Ophiolepis superba
Source: Nick Rasmussen

Facts

Latin name Ophiolepis superba
Common name Banded Brittle Sea Star
Family Asteroidea - Ophiolepis
Origin West Indian Ocean, The Red Sea
Max length 20 cm (7.9")

As aquarium fish

Minimum volume 200 l (53 gal)
Hardiness Average
Suitable for aquarium Suitable for most aquarium
Reef safe Often reef safe
Aggressiveness Peaceful

Food

Recommended
  • Microalgea (Eg. spirulina)
  • Small crustaceans (Krill, mysis, artemia...)
  • Detritus

Can be a threat to small fish

This spicies might be a threat to smaller fishes.

Family description (Asteroidea)

Sea stars can be an essential part of a clean up crew, as many species live of algae and detritus.
Some species are even quite colorful.

Sea stars should not be kept in tanks with high levels of nitrate or phosphate, as they are more sensitive than most fish.
They might begin to "erode" if the water quality is low or if not provided with enough food.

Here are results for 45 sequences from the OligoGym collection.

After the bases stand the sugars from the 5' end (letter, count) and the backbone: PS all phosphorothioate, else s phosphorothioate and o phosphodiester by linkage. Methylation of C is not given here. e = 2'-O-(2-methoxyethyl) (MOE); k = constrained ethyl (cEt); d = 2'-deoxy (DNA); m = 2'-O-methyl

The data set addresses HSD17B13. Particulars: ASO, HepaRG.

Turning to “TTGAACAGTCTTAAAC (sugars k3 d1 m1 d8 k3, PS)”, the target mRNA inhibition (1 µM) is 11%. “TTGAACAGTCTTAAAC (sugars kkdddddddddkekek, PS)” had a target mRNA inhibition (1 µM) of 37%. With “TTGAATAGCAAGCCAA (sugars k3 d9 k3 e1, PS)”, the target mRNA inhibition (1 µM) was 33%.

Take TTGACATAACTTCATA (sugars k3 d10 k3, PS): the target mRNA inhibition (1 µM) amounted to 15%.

Many species might be able to find enough food on their own in the aquarium, but if they show signs of starvation, one should feed them fish pellets or similar.

Some species are sensitive to air and changes in salinity, so be careful when moving and acclimating sea stars.

Most sea stars in the trade are harmless and beneficial, but one should be careful when purchasing species with spines, as these are often predatory.

References and further reading

About references

Ronald L. Shimek. 2004. Marine Invertebrates (PocketExpert Guide) - TFH Publications / Microcosm Ltd. - (English)
Philip A. Purser. Aquarium Sea Stars - Fish Channel - (English)
Richard Aspinall. 2015. Sea Stars for the Marine Aquarium - Tropical Fish Hobbyist Magazine - (English)

Tags

eats fish
Just a moment...
Just a moment...